Radiohead charts a new course


Warning: Illegal string offset 'status_txt' in /home/keithk6/public_html/processedsound/wp-content/plugins/share-and-follow/share-and-follow.php on line 1997

Warning: Illegal string offset 'status_txt' in /home/keithk6/public_html/processedsound/wp-content/plugins/share-and-follow/share-and-follow.php on line 1997

Warning: Illegal string offset 'status_txt' in /home/keithk6/public_html/processedsound/wp-content/plugins/share-and-follow/share-and-follow.php on line 1997

Warning: Illegal string offset 'status_txt' in /home/keithk6/public_html/processedsound/wp-content/plugins/share-and-follow/share-and-follow.php on line 1997

Warning: Illegal string offset 'status_txt' in /home/keithk6/public_html/processedsound/wp-content/plugins/share-and-follow/share-and-follow.php on line 1997

Warning: Illegal string offset 'status_txt' in /home/keithk6/public_html/processedsound/wp-content/plugins/share-and-follow/share-and-follow.php on line 1997

Warning: Illegal string offset 'status_txt' in /home/keithk6/public_html/processedsound/wp-content/plugins/share-and-follow/share-and-follow.php on line 1997

Warning: Illegal string offset 'status_txt' in /home/keithk6/public_html/processedsound/wp-content/plugins/share-and-follow/share-and-follow.php on line 1997

Warning: Illegal string offset 'status_txt' in /home/keithk6/public_html/processedsound/wp-content/plugins/share-and-follow/share-and-follow.php on line 1997

Warning: Illegal string offset 'status_txt' in /home/keithk6/public_html/processedsound/wp-content/plugins/share-and-follow/share-and-follow.php on line 2009

Warning: Illegal string offset 'status_txt' in /home/keithk6/public_html/processedsound/wp-content/plugins/share-and-follow/share-and-follow.php on line 2036

Warning: Illegal string offset 'status_txt' in /home/keithk6/public_html/processedsound/wp-content/plugins/share-and-follow/share-and-follow.php on line 1997

Warning: Illegal string offset 'status_txt' in /home/keithk6/public_html/processedsound/wp-content/plugins/share-and-follow/share-and-follow.php on line 2026

Musically speaking, Radiohead explores new territory as constant practice. But with their new release, In Rainbows, Radiohead is shaking up the model for selling and distributing music. In a bold, and perhaps Utopian experiment, the band is releasing a downloadable version of the entire “record” for whatever price each individual purchaser wishes to pay. Listeners can choose to pay nothing at all, or as much money as they want. There is no negotiation, just a bid. All bids accepted.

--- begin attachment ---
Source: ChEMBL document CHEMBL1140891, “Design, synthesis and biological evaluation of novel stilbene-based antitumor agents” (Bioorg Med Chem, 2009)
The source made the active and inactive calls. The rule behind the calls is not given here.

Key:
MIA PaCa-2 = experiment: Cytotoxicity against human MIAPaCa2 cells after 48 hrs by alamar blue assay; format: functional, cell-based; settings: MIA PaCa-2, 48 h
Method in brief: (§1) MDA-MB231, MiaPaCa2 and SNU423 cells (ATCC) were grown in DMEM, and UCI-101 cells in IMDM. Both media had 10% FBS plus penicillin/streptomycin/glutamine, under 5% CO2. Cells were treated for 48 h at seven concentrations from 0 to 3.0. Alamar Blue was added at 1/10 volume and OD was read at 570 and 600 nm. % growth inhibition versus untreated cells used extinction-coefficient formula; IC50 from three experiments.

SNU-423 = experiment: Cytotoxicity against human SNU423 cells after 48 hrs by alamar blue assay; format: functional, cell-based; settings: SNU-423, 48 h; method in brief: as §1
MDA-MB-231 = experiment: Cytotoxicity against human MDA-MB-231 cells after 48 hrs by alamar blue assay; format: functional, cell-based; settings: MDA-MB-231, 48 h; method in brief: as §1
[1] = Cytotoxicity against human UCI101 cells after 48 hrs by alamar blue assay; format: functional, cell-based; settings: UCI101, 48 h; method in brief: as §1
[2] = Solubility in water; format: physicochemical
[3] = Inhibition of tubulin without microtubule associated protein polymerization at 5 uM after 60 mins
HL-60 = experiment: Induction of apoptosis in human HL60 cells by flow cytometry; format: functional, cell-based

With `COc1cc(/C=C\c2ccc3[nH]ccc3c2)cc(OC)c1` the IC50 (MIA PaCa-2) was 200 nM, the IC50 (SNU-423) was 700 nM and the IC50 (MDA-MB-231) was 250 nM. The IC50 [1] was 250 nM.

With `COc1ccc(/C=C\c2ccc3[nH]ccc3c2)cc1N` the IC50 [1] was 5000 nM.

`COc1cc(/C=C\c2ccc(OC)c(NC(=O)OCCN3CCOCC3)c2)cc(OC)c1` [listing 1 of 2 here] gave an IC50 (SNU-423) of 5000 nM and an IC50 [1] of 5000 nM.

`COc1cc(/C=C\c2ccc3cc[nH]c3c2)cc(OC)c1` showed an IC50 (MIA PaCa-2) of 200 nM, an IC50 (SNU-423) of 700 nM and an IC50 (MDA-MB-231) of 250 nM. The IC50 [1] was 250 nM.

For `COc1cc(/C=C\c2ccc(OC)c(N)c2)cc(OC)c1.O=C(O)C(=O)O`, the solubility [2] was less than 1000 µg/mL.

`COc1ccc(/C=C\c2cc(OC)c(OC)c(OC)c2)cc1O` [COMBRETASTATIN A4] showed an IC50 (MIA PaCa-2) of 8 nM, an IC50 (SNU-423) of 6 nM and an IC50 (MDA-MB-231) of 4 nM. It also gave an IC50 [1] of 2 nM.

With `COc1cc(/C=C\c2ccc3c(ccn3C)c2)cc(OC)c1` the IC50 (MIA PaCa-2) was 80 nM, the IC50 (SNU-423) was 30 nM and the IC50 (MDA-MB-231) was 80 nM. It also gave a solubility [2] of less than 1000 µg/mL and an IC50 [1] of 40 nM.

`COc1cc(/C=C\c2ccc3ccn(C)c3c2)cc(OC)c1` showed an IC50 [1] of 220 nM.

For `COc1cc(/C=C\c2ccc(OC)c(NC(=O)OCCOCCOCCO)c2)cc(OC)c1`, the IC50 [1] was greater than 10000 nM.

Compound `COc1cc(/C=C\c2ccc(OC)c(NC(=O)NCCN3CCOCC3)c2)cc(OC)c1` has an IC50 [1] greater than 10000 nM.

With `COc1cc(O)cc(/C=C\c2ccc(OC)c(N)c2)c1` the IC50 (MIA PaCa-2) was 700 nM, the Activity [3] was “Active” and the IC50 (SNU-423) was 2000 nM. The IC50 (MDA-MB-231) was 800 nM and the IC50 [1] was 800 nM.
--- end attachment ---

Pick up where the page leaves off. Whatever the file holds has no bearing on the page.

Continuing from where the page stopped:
Of course lot of musicians have sold their music online, but this is different. Radiohead has never offered its music through iTunes, mainly because it wants to sell entire albums – not individual tracks. (Other groups, like the Red Hot Chili Peppers, stayed out of iTunes for a a long time for similar reasons.) But almost everyone puts a price on their music, whether it is the iTunes one-size fits all price, or some other variant. In an article in the New York Times, one record executive called it “variable pricing to the extreme,” a dig at iTunes.

While the Times talks about the challenge to iTunes and the monolithic structure of the music recording industry (four global corporations dominate the industry), Radiohead is also making a direct challenge to the notion of copyright. In fact, the two things go together. In a dramatic change from the 70′s and earlier times, pop artists make little if any money from their record releases. Concerts provide the real financial windfall. Why? Record corporations charge exceedingly high costs back to the groups, so on paper at least, there aren’t a lot of profits to distribute back to the artist. At the same time, major corporations have been successfully lobbying the U.S. and other governments to extend the copyright period to such great lengths that the original intent of “securing exclusive rights for a limited time” becomes a joke.

And this takes us to what might be the best thing to happen to the music industry, from pop to (especially) classical. If strategies such as the one Radiohead is employing can lead to a greater emphasis on making music, rather than preserving it and re-releasing it, then music could find a new model for economic survival not pegged to the rise and fall of CD sales.

Alex Ross, among many, has blogged about the record release, calling it “the death of popular music (as we know it). He also has a substantial previous post about the band and one of the very interesting artists, Christoph de Babalon, that often opens its shows.

One Response to Radiohead charts a new course

Leave a Reply